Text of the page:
Scooting, which is the polite term for a pet dragging its bum along the ground, is more common in dogs, but sometimes cats are scooted as well. Usually this means that a cat’s back is itchy or irritated. A little bit of detective work can help you get to the bottom of all the cat scootering.
1. Cat shooting happens because of worms
One of the most common reasons cats scooter is intestinal parasites. “Tapeworms are what I usually think of,” says Cynthia Karsten, DVM, outreach veterinarian for the Koret Shelter Medicine Program at the University of California, Davis, Center for Companion Animal Health, School of Veterinary Medicine. Other parasites can also cause itching and scooting. With tapeworms, you may see clues in your cat’s feces (tapeworms look like grains of white rice), but some parasites cannot be seen with the naked eye. Other signs of parasite infestation include diarrhea or constipation, weight loss, and a bulging stomach.
If your cat has allergies that cause itchy skin, the itching can spread to any area of the body, including the rear end. Although it is possible that cat allergies are caused by an intolerance to certain proteins in food, environmental allergies are more common in cats. “In dogs, we think about nutrition,” says Dr. Karsten. “Cats just don’t seem to have the same food allergies as dogs, so that’s not as common.” Environmental allergies in cats can be caused by dust, pollen, mold, mites, and even fleas.
3. Problems with the anal gland
Cats seem to have fewer problems with the anal gland than dogs. However, scanning cats can indicate problems with your cat’s anal glands. The anal glands are two small inner sacs that are positioned on either side of the anus. The glands produce a pungent liquid that is likely a mechanism for marking the territory. “They should, if they are okay, express it every time the animal poops,” says Dr. Karsten.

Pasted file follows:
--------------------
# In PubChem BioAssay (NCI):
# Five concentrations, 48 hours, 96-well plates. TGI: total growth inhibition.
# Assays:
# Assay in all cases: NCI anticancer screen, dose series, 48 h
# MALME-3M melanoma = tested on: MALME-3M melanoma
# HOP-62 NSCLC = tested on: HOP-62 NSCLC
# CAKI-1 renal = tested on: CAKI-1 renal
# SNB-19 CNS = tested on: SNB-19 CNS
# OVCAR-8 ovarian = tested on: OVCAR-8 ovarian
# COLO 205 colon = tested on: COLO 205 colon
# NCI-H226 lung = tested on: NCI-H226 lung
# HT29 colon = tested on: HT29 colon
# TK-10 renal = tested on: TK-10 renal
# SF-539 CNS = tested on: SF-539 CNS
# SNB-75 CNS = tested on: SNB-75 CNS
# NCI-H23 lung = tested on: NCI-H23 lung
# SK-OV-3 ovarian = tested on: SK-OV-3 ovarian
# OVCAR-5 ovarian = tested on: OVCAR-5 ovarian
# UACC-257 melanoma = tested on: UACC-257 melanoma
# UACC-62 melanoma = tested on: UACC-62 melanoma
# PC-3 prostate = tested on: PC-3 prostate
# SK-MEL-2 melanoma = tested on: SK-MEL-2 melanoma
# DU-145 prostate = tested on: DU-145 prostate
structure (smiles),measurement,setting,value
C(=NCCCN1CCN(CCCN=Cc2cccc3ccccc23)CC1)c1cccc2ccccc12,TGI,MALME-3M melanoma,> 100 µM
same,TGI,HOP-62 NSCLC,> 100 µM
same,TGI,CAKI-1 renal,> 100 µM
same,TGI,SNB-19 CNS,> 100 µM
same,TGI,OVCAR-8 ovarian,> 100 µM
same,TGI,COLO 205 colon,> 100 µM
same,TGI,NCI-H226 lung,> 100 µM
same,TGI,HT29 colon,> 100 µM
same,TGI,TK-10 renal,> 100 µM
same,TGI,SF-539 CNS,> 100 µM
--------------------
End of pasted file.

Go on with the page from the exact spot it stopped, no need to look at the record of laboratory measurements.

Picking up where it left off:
Sometimes inflammation prevents this fluid from being expelled when the cat poops. Instead, it builds up in the two sacs where it can get very thick like a paste. “When they’re uncomfortable, we see the pet scoot because the animal can’t go back there. The best thing you can do is try to scoot their bum,” explains Dr. Karsten. “Bacteria from the feces can get into the sack but are usually flushed out when the sacks are expelled. If they are affected and bacteria get in there, they can get an infection and possibly even an abscess. “
What can you do about cat scooting?
If your cat is scooter, it’s time to see the vet to find out what’s causing it. Your vet will do a full physical exam and look for any signs of parasites, itchy skin, or problems with the anal glands. “The vet will likely want to do a fecal test and possibly good deworming, especially if it is diarrhea,” advises Dr. Karsten. “He or she will also look for a perianal or vulvar inflammatory infection. Yeast can be really itchy. Your veterinarian may want to have a cytology of this area. “
Treatment for cat scootering depends on the cause. Deworming should take care of irritating parasites. If the anal glands appear affected or infected, your veterinarian will express them and possibly medicate them. Allergies can be more difficult to treat, but once the cause of the allergies is identified, your veterinarian can prescribe appropriate treatment to relieve the itching and stop your cat from scooting for good.
Tell us: Have you ever seen a cat scooter? What was the cause?
Thumbnail: Photography © GlobalP | iStock.
This piece was originally released on January 4th, 2018.